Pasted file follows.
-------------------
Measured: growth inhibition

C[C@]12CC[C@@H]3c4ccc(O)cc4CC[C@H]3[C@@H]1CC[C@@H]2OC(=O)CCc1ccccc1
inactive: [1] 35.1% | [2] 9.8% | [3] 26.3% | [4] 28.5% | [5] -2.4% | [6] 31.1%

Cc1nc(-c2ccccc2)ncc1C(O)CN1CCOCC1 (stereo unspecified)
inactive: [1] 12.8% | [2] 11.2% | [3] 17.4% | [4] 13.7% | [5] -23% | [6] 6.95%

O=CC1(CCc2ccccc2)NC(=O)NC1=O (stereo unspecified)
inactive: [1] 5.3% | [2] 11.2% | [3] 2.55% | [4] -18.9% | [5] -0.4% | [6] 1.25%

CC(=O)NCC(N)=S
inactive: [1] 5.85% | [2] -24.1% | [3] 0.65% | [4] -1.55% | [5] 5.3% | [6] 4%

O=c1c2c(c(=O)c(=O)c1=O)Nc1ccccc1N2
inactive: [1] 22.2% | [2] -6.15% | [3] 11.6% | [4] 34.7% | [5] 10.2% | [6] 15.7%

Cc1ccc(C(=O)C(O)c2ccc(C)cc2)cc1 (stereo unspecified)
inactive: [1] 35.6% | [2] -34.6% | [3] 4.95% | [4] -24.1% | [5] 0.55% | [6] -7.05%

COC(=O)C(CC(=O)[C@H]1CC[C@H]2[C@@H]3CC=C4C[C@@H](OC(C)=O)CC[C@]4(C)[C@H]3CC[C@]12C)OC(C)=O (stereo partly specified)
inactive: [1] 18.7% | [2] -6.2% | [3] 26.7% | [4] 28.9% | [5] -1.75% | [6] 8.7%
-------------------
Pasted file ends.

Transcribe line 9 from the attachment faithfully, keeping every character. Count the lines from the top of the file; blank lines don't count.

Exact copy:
inactive: [1] 5.85% | [2] -24.1% | [3] 0.65% | [4] -1.55% | [5] 5.3% | [6] 4%